The Orioles are scheduled to vote today on how to divvy up playoff shares, but if the kind of effort that was on display in last night's 8-3 loss to the New York Yankees keeps up, there won't be anything to split.
The Orioles, who had aspirations of finishing second in the American League East, now are closer to fourth place than to runner-up. Last night they fell into a third-place tie with Detroit, while falling 2 1/2 games behind the Yankees with four games with the division champion Toronto Blue Jays to come.
Granted, Yankees starter Jimmy Key (18-6) was the main source of the Orioles' consternation, holding them to just one double and three singles in seven innings, striking out nine, before Chris Hoiles set a club record with his two-run homer in the eighth off Bobby Munoz.
But the Orioles did themselves no favors, with sloppy, listless play that recalled their departure from contention for first place.
"Not enough hitting, pitching and defense. Other than that, that says it all," said manager Johnny Oates.
One could hardly blame Oates for slightly fractured syntax. Watching the kind of baseball the Orioles trotted out last night before an announced crowd of 45,886 can be pretty mind-numbing.
Need proof? How about the New York eighth inning? With the Yankees leading 4-1, and runners on first and second and no one out, David Segui took too sharp an angle coming down from first base for the expected bunt, turning Jim Leyritz's sacrifice into a single.
Don Mattingly, who had homered off hard-luck starter and loser Jamie Moyer in the third inning, singled to right off Brad Pennington to drive in two runs and break the game wide open.
The generous Orioles still weren't through. Cal Ripken booted a double-play grounder by Danny Tartabull to let in another run as the Orioles stumbled to their 10th loss in 13 games.
Moyer (12-9), in his final start, was, to be sure, nowhere near as crisp as he had been throughout the year, when he had become the Orioles' most reliable starter. Last night he gave up seven hits and three runs in 4 2/3 innings, his shortest stint in almost two months.
But Moyer, who missed his third try at a career-high 13th win, deserved a better fate than he got, and much more support from a crowd that failed when he walked off the mound to recognize four months of quality pitching that kept the Orioles in the pennant race far longer than perhaps they should have been.
"I didn't expect to go out of here tonight with this," said Moyer. "I expected a better outing. I'll have to sit on this one all winter and it won't be good. But it gives me motivation."
Said Oates: "We can sit here and make excuses for this and that, but he really wasn't hit that hard."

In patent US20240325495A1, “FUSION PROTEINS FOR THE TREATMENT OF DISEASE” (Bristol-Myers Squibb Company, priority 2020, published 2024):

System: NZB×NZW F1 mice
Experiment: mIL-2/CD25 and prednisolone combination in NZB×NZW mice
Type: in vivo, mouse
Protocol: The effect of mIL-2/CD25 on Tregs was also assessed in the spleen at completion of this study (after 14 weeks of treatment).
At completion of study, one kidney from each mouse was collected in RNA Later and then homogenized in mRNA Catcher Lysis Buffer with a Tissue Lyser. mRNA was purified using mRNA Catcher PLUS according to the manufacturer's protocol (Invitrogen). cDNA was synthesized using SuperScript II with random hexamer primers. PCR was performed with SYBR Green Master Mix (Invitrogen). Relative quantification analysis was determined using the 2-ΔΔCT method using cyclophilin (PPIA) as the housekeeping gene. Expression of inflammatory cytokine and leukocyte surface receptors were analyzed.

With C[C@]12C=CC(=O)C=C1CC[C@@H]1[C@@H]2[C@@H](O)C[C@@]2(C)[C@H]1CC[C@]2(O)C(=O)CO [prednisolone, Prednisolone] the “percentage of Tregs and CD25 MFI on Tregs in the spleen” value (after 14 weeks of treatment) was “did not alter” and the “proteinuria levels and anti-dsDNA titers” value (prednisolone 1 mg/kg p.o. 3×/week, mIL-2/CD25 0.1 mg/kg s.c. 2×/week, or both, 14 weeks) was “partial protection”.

Moyer, who was in trouble for most of the night, did well to avoid a bases-loaded, none-out jam in the first inning, by striking out Tartabull and getting Mike Stanley and Bernie Williams to pop up meekly to left field and to second base.
"I felt happy to get out of that, but there were certain situations to certain hitters where I was just trying to get on track," said Moyer. "What was happening, I don't know, or even if I can explain it."
Sure enough, the Yankees, who beat Moyer, 4-1, in New York on Aug. 14, pounced on him in the third, when Mattingly homered to the right-field plaza, and Tartabull and Stanley pieced together doubles that gave the Yankees a 2-1 lead.
Meanwhile, Key, who has fleeting hopes of a Cy Young Award, was masterful over the Orioles, working the corners with a decent fastball and excellent breaking pitches.
"After the first inning, I locked in on my control," said Key. "In Toronto [last weekend] I never found my control. [Last night] I did."
By the end of the night, the Yankees had 15 hits, at least one by every starter, as they reduced their second-place magic number to two.
"It was a big game for us because we were going for second place," Key said. "First is done, so second means a lot to this organization and these guys in here in this clubhouse."
Yankees manager Buck Showalter said Key is responsible for much of the Yankees' success.
"He's been a rock of consistency since Day One," Showalter said. "I don't know where we'd be without Jimmy. We take a lot of pride in his success."
The lone Orioles highlight was Hoiles' 28th home run, a two-run shot to left in the eighth, that drove in his 78th and 79th runs of the year, breaking Gus Triandos' 35-year-old record for most RBI by an Orioles catcher in a single season.
"I don't think there's any question of his offensive performance," Oates said of Hoiles. "And from what I've seen behind the plate this year if he stays healthy he's one guy we can count on."
Whether the Orioles can scrounge up a second-place finish may depend on whether Oates can find other players to depend on.